The Revisionist – Review by Bonnie Goldberg

If you earn your living composing poetry, penning prose or dispensing literature, experiencing a writer’s block can be a crippling concern. If your muse is gone and you’ve hit the wall, you might be desperate enough to try anything to coax the words back. If you are a young American man named David, you might pack a bag, hop a plane and seek the inspiration of a complete change of scenery in the company of a relative even if you haven’t see her in decades, That is what desperation can feel like.

West Hartford’s Playhouse on Park is encouraging you to climb into David’s head as you watch Jesse Eisenberg’s unusual journey “The Revisionist,” the New England premiere of a puzzling drama being offered until Sunday, April 29. Carl Howell’s David has a deadline to meet and he’s already six weeks late. He has rejected a cabin in the woods and writing retreats as possible solutions to his dilemma. He must revise a science fiction book he has written, “Mindreader,” that comments on society and the real world. An escape, to a cousin’s small apartment in Poland, seems to be the answer he seeks.

Cecilia Riddett’s Maria is ready to welcome David with open arms. A little sprite of a woman, she craves family and can’t wait to spoil him with a roasted chicken dinner (he’s a vegetarian), a tour of the city (he’s too busy) and stories about all the family portraits that grace her walls (he knows none of their shared relatives).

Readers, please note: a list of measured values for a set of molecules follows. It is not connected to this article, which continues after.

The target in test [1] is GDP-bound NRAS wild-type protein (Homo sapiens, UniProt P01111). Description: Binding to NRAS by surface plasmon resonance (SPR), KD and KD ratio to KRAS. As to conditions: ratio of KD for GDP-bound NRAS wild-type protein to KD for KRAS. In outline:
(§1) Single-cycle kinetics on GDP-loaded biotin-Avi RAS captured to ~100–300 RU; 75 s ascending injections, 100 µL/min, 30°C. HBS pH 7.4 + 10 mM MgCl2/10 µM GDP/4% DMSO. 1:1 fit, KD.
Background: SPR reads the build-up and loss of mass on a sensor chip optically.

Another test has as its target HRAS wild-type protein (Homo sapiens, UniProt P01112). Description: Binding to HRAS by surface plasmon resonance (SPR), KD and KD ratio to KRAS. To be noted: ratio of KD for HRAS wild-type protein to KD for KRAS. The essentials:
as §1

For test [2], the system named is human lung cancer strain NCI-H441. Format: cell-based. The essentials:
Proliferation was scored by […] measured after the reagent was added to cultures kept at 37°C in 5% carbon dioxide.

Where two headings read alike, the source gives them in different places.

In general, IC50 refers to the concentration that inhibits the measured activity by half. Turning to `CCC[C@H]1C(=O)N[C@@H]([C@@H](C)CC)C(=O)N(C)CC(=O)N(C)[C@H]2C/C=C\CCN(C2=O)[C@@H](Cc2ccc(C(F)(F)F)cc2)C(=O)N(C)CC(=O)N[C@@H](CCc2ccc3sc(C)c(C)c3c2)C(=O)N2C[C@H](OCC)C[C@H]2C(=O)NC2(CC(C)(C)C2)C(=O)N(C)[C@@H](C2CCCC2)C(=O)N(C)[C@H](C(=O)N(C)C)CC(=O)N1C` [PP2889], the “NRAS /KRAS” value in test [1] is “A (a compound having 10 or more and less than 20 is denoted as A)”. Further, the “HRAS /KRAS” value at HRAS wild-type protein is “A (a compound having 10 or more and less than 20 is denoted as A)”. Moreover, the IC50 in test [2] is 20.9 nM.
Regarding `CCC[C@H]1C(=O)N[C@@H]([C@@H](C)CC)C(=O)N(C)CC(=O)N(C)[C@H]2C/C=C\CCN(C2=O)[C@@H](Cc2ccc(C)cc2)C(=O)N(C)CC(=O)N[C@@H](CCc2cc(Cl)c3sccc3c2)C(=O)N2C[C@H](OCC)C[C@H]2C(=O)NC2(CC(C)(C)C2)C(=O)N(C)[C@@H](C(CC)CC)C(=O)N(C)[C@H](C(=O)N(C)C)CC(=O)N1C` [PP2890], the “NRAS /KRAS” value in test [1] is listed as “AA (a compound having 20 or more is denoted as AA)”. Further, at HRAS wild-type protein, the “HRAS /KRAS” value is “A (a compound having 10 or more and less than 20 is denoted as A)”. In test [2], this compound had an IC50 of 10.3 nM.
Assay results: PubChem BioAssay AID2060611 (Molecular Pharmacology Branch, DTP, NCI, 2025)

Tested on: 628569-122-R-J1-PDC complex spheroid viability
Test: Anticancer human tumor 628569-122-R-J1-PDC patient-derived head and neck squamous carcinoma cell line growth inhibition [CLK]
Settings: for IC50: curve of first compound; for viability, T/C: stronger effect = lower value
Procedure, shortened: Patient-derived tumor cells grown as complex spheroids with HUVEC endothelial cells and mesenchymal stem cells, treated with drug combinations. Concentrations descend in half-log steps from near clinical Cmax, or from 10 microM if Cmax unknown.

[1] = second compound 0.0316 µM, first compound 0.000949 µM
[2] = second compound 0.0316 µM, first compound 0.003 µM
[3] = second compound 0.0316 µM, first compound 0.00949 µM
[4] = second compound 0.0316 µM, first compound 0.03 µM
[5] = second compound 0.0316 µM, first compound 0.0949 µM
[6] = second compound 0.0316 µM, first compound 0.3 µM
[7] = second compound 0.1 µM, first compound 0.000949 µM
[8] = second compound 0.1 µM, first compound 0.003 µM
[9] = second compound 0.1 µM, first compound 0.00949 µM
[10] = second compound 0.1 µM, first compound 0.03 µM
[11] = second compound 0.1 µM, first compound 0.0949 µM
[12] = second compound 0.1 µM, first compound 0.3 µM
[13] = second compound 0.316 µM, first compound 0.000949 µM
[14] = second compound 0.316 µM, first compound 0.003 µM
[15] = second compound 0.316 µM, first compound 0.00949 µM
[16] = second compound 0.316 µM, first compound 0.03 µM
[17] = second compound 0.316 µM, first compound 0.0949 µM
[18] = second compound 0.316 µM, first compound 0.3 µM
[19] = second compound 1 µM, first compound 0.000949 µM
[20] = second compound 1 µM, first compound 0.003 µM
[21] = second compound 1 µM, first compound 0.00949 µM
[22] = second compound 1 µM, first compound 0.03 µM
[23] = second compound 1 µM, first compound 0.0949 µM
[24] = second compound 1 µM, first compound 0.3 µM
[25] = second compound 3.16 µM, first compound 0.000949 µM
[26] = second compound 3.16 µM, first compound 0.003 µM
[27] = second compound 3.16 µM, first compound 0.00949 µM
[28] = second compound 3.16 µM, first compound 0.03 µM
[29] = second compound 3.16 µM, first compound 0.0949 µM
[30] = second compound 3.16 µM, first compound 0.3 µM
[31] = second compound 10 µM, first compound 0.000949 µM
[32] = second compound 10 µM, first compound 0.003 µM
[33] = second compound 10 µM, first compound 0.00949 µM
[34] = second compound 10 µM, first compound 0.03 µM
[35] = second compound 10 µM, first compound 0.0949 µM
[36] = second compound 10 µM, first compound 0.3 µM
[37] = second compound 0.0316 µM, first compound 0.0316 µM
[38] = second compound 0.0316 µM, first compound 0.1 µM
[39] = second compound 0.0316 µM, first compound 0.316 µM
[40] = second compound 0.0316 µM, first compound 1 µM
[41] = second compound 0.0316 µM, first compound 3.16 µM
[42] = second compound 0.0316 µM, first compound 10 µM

To say David is ungrateful, selfish and rude and unappreciative of her efforts is an understatement, yet Maria cheerfully keeps trying. She even invites her friend Zenon (Sebastian Buczyk) to come and help her in her desire to make David feel loved. For a lady who holds family so dear, Maria finds it hard to understand David’s apathy. She is delighted he has “come to bring blood back into the house,” and she is even kind to the telemarketers who continually call on the phone.

Sasha Bratt directs this intriguing encounter that reveals who the true revisionist is in the stories being told. For tickets ($25-40), call Playhouse on Park, 244 Park Road, West Hartford at 860-623-5900 ext 10 or online at www.PlayhouseOnPark.org. Performances are Wednesday and Thursday at 7:30 p.m., Friday and Saturday at 8 p.m. and Sunday at 2 p.m.

Upcoming events include a Play Reading on Tuesday, April 24 ($10), the 19th Annual Mayor’s Charity Ball on Saturday, May 12, a cool kids musical “Polkadots” May 12-20, a Comedy Night on Saturday, May 19 ($15) and a Young Professionals Night Out on Thursday, June 28 from 6-7 p.m. ($20) during the running of “In the Heights” (June 13-July 29).

You may find yourself revising the whole meaning of your family members after a visit with David and Maria and Zenon. A stiff glass of vodka may help.

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